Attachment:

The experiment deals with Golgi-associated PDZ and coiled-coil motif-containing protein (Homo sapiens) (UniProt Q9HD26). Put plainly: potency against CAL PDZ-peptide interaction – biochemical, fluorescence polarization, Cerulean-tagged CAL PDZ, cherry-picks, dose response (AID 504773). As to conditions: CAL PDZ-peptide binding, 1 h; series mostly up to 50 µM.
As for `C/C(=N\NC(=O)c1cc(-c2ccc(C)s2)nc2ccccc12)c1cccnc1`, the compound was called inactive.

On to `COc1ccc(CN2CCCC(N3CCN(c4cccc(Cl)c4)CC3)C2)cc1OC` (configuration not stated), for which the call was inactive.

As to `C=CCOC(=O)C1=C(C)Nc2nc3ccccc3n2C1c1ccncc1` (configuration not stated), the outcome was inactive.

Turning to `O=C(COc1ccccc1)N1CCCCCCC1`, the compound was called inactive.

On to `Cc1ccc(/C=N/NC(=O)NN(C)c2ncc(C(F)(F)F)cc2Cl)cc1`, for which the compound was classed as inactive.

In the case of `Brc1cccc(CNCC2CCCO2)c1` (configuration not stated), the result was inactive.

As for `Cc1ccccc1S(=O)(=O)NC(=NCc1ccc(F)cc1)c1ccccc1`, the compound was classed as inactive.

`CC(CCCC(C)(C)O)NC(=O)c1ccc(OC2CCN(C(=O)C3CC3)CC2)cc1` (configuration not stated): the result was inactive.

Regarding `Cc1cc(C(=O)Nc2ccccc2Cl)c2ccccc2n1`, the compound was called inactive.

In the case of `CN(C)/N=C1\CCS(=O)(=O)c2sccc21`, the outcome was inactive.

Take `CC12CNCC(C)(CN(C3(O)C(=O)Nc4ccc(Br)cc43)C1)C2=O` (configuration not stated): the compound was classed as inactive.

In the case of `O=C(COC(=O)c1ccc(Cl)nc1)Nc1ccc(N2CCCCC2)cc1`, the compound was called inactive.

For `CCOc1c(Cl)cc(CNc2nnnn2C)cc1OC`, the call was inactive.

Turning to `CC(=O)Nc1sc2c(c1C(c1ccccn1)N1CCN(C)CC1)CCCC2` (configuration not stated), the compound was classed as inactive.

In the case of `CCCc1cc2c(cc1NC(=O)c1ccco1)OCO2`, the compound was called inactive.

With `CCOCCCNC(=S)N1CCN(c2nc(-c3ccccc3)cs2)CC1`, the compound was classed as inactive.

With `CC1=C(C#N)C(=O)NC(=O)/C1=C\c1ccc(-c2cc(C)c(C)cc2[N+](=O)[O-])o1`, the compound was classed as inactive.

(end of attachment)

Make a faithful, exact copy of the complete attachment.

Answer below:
The experiment deals with Golgi-associated PDZ and coiled-coil motif-containing protein (Homo sapiens) (UniProt Q9HD26). Put plainly: potency against CAL PDZ-peptide interaction – biochemical, fluorescence polarization, Cerulean-tagged CAL PDZ, cherry-picks, dose response (AID 504773). As to conditions: CAL PDZ-peptide binding, 1 h; series mostly up to 50 µM.
As for `C/C(=N\NC(=O)c1cc(-c2ccc(C)s2)nc2ccccc12)c1cccnc1`, the compound was called inactive.

On to `COc1ccc(CN2CCCC(N3CCN(c4cccc(Cl)c4)CC3)C2)cc1OC` (configuration not stated), for which the call was inactive.

As to `C=CCOC(=O)C1=C(C)Nc2nc3ccccc3n2C1c1ccncc1` (configuration not stated), the outcome was inactive.

Turning to `O=C(COc1ccccc1)N1CCCCCCC1`, the compound was called inactive.

On to `Cc1ccc(/C=N/NC(=O)NN(C)c2ncc(C(F)(F)F)cc2Cl)cc1`, for which the compound was classed as inactive.

In the case of `Brc1cccc(CNCC2CCCO2)c1` (configuration not stated), the result was inactive.

As for `Cc1ccccc1S(=O)(=O)NC(=NCc1ccc(F)cc1)c1ccccc1`, the compound was classed as inactive.

`CC(CCCC(C)(C)O)NC(=O)c1ccc(OC2CCN(C(=O)C3CC3)CC2)cc1` (configuration not stated): the result was inactive.

Regarding `Cc1cc(C(=O)Nc2ccccc2Cl)c2ccccc2n1`, the compound was called inactive.

In the case of `CN(C)/N=C1\CCS(=O)(=O)c2sccc21`, the outcome was inactive.

Take `CC12CNCC(C)(CN(C3(O)C(=O)Nc4ccc(Br)cc43)C1)C2=O` (configuration not stated): the compound was classed as inactive.

In the case of `O=C(COC(=O)c1ccc(Cl)nc1)Nc1ccc(N2CCCCC2)cc1`, the compound was called inactive.

For `CCOc1c(Cl)cc(CNc2nnnn2C)cc1OC`, the call was inactive.

Turning to `CC(=O)Nc1sc2c(c1C(c1ccccn1)N1CCN(C)CC1)CCCC2` (configuration not stated), the compound was classed as inactive.

In the case of `CCCc1cc2c(cc1NC(=O)c1ccco1)OCO2`, the compound was called inactive.

With `CCOCCCNC(=S)N1CCN(c2nc(-c3ccccc3)cs2)CC1`, the compound was classed as inactive.

With `CC1=C(C#N)C(=O)NC(=O)/C1=C\c1ccc(-c2cc(C)c(C)cc2[N+](=O)[O-])o1`, the compound was classed as inactive.